Country is getting great sampling 18-34 and 18-49.

Are you as welcoming as you can be?   

Tuesday, February 01, 2011

Albright & O’Malley's Pre-CRS Seminar Lineup Announced. Wow!

I hope you’ll bet at CRS 2011 in Nashville March 2-4. It’s a great agenda so come prepared to learn and share.

And if you’re in Nashville Tuesday, March 1 (hopefully to attend the Country Radio Hall of Fame Dinner –yes it WILL be a special one), I hope you’ll join us earlier in the day for Albright &O’Malley’s annual “Seminar before the Seminar.” We’ll get underway at 12:30 at the Country Music Hall of Fame.

Each year A&O puts together a lineup of industry leaders as well as those outside of radio to share their thoughts, often in never-before-seen presentations.

Here’s what’s in store for you this year:

Paul Jacobs of Jacobs Media will present the Arbitron/Jacobs Media Study, “Goin’ Mobile,” an ethnographic research project revealing how Americans use and are engaged with mobile devices. Through a series of video interviews, listeners reveal how their smartphones have become part of their daily lives, the degree to which their smartphones have impacted their consumption of other media including radio, the critical reasons why smartphones have gone from the “next big thing” to the “most essential thing,” and how the future of mobile devices will impact us all. Segments will be shown that weren't available when "Goin' Mobile" debuted at the Radio Show in 2010.

Larry Rosin, President of Edison Research, has presented his company’s American Youth Study 2010 to wide acclaim, The study, in conjunction with, surveyed the media habits of America’s 12-24 year olds. Now, for the first time ever, Larry will look at young country fans and reveal how they see radio’s role in music discovery, the impact of Pandora, how new competitors have changed their radio listening habits, what new challenges lie on the horizon, and more. This is a must-see.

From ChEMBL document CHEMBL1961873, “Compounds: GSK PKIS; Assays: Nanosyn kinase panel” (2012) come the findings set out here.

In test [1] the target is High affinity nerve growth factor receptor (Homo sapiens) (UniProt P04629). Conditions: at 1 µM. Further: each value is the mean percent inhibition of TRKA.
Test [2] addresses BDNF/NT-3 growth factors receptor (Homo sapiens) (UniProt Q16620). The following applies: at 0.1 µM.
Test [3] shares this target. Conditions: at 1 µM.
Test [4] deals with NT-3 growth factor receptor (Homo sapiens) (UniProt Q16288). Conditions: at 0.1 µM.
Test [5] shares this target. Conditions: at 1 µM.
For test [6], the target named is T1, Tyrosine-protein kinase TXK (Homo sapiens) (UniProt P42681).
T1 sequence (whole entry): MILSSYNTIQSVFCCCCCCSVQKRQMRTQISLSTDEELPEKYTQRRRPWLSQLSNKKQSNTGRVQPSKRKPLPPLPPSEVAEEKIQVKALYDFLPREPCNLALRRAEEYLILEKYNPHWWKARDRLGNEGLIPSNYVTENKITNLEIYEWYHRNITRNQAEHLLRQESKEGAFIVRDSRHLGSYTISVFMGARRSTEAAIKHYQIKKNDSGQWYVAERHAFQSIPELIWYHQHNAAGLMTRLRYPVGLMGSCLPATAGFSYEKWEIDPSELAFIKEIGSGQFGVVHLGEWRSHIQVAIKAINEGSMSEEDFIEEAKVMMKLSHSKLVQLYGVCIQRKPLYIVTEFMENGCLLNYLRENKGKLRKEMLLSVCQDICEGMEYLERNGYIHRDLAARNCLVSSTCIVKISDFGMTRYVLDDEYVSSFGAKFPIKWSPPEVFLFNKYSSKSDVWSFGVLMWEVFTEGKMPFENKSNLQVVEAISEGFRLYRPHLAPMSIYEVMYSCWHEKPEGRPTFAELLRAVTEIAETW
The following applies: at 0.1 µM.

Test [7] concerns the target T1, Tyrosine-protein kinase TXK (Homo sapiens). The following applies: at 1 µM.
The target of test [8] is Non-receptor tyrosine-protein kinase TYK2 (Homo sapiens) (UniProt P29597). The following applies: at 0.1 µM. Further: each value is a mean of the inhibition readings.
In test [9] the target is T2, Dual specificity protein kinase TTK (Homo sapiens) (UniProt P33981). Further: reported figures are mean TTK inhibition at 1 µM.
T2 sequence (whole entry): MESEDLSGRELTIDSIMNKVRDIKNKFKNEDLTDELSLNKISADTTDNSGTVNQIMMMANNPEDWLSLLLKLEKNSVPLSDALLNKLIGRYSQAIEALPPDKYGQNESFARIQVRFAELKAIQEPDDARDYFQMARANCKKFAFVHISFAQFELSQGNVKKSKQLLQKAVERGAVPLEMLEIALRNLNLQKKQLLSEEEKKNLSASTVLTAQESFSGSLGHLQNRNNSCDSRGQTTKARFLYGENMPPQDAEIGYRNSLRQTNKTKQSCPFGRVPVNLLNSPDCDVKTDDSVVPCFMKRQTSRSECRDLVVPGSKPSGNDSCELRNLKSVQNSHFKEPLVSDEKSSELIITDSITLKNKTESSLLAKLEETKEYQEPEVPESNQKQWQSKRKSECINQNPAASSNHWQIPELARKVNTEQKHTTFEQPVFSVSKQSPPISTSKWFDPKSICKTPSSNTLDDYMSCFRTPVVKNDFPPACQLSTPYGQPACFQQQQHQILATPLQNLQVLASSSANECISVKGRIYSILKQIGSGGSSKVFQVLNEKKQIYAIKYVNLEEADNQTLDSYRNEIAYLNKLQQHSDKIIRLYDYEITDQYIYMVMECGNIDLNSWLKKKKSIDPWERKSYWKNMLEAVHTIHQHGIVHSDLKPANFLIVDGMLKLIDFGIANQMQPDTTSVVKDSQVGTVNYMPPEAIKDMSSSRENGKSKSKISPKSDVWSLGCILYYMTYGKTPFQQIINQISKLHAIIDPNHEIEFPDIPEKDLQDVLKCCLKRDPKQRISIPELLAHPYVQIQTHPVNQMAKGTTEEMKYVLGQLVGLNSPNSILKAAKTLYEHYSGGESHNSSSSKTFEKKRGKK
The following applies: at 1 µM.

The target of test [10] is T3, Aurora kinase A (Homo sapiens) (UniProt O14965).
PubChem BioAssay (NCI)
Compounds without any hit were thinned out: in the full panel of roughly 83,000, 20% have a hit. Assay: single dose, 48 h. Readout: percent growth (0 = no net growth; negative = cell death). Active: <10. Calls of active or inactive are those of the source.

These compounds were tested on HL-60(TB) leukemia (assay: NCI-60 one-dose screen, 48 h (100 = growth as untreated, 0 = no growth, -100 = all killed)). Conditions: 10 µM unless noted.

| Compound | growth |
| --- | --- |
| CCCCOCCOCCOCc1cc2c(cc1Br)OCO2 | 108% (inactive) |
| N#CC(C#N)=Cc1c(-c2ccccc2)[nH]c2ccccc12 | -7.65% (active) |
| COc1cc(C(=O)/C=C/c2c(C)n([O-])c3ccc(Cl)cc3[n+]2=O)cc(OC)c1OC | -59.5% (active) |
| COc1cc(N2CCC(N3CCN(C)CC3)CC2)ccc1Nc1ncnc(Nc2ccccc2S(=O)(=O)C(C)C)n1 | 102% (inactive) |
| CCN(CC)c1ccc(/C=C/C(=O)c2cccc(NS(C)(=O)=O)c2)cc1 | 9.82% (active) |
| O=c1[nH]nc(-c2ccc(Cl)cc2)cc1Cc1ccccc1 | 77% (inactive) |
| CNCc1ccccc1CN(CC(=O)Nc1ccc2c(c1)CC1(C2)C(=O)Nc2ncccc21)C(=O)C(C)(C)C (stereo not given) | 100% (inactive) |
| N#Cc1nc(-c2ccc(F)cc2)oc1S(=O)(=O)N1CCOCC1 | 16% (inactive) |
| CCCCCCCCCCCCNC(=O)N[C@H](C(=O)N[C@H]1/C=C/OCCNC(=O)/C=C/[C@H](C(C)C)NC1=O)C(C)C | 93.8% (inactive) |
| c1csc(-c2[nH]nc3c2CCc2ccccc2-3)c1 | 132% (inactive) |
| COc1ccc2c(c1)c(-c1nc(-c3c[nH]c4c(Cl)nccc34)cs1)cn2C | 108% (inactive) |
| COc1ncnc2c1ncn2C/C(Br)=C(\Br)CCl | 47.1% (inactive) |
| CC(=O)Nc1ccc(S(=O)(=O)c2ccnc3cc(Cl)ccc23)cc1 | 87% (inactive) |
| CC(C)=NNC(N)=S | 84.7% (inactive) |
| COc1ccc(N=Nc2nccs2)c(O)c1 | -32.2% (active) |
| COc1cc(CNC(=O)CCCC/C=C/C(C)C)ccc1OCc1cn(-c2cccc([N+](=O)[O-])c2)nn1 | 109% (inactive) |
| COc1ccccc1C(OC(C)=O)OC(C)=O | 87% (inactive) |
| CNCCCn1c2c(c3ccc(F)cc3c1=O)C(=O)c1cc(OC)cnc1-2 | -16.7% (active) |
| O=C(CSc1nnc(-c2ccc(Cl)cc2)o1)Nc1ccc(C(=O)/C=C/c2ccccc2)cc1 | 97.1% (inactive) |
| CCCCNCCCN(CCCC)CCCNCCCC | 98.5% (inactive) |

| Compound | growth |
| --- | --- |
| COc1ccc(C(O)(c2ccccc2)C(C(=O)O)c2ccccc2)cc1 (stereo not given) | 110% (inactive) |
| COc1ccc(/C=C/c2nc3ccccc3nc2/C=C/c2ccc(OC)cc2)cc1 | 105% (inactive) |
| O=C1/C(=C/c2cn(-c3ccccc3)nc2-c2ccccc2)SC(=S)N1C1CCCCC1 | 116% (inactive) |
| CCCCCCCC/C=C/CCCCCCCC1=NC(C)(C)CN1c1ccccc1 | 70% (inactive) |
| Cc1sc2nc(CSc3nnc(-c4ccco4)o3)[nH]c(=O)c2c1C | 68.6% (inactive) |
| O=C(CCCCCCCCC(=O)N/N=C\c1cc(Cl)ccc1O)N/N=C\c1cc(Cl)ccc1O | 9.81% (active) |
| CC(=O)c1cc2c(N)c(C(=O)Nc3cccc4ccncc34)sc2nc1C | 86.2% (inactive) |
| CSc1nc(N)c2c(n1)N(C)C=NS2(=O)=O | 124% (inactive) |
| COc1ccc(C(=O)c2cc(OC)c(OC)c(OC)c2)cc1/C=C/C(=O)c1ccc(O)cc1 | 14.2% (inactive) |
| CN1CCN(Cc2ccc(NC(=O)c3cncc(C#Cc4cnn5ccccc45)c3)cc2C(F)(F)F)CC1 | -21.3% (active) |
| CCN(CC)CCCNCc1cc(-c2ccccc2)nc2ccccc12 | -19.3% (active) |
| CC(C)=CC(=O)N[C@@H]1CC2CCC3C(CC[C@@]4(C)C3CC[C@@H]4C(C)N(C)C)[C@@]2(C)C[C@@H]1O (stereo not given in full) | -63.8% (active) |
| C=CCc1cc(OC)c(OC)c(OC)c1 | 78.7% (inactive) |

Townsquare Media/A&O’s Ray Massie will present a social media workshop, “Facebook--The Freeway of Love.” Most anyone over 16 can use a freeway or Facebook. But like a 16 year old with a new driver’s license, crashes, near misses, and the flashing red lights of the Highway Patrol are part of most stations experience. Ray will show you what to post, how to post, and the secret algorithm formula Facebook uses to determine what appears in the newsfeed which will boost your ratings--if you find the right ramp.

In a different take on Facebook, Talent Coach Tommy Kramer will present a session called, "The Truth about Phone Calls, Facebook, and Twitter." Phone calls. Facebook. Twitter. You Tube. A little of each goes a long way, and the answer to "how much is too much?" is "less than you think." Tommy will show you what the difference is between reaching out to listeners...or trying to fit a bowling ball through a straw.

Jaye Albright will open the event by presenting the findings from Albright & O’Malley’s 6th annual “Roadmap Study 2011” – the nationwide, online poll of country radio listeners’ perceptions on music, the station of country radio and more. The study is currently in the field in over 50 markets in the US and Canada.

Mike O’Malley will conduct a one-on-one discussion with Tennessee Republican Committee Chairman  Chris Devaney, about what radio can learn from political strategists. Topics will include building grass roots support, focusing on the few core issues that may define a campaign or candidate, the art of words/speech making, using social media, attracting attention and more.

And of course there will be music! Our sponsor UMG/Nashvlle, will present Kip Moore and Randy Montana who will close the event.

If you’re in radio and attending CRS (and not in a competitive A&O market – sorry!), you’re invited to join us. It’s free, but you will need an invitation. Just let Jaye ( or me ( that you’d like to attend.

The Country Radio Seminar is all about sharing knowledge and ideas. So is A&O’s pre-CRS seminar.

I’m excited about them both!